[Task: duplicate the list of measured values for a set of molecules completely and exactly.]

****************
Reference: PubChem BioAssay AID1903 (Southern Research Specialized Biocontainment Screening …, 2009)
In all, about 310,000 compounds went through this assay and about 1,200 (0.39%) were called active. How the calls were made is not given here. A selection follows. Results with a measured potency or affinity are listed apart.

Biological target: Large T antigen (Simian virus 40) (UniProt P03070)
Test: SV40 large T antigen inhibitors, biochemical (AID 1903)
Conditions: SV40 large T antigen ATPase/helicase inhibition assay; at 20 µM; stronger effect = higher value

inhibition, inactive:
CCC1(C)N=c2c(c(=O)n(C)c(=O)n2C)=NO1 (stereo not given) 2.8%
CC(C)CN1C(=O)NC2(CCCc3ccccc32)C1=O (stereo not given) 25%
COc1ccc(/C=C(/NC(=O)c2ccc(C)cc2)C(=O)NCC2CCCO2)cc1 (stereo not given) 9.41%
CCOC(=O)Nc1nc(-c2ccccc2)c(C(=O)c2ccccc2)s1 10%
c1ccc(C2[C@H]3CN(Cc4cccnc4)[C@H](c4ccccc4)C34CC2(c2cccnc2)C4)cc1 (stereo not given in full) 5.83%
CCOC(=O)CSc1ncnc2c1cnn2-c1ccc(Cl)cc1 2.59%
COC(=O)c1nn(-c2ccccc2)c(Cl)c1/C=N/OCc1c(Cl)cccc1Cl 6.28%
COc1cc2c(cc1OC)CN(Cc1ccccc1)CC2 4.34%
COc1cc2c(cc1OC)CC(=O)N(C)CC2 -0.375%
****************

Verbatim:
Reference: PubChem BioAssay AID1903 (Southern Research Specialized Biocontainment Screening …, 2009)
In all, about 310,000 compounds went through this assay and about 1,200 (0.39%) were called active. How the calls were made is not given here. A selection follows. Results with a measured potency or affinity are listed apart.

Biological target: Large T antigen (Simian virus 40) (UniProt P03070)
Test: SV40 large T antigen inhibitors, biochemical (AID 1903)
Conditions: SV40 large T antigen ATPase/helicase inhibition assay; at 20 µM; stronger effect = higher value

inhibition, inactive:
CCC1(C)N=c2c(c(=O)n(C)c(=O)n2C)=NO1 (stereo not given) 2.8%
CC(C)CN1C(=O)NC2(CCCc3ccccc32)C1=O (stereo not given) 25%
COc1ccc(/C=C(/NC(=O)c2ccc(C)cc2)C(=O)NCC2CCCO2)cc1 (stereo not given) 9.41%
CCOC(=O)Nc1nc(-c2ccccc2)c(C(=O)c2ccccc2)s1 10%
c1ccc(C2[C@H]3CN(Cc4cccnc4)[C@H](c4ccccc4)C34CC2(c2cccnc2)C4)cc1 (stereo not given in full) 5.83%
CCOC(=O)CSc1ncnc2c1cnn2-c1ccc(Cl)cc1 2.59%
COC(=O)c1nn(-c2ccccc2)c(Cl)c1/C=N/OCc1c(Cl)cccc1Cl 6.28%
COc1cc2c(cc1OC)CN(Cc1ccccc1)CC2 4.34%
COc1cc2c(cc1OC)CC(=O)N(C)CC2 -0.375%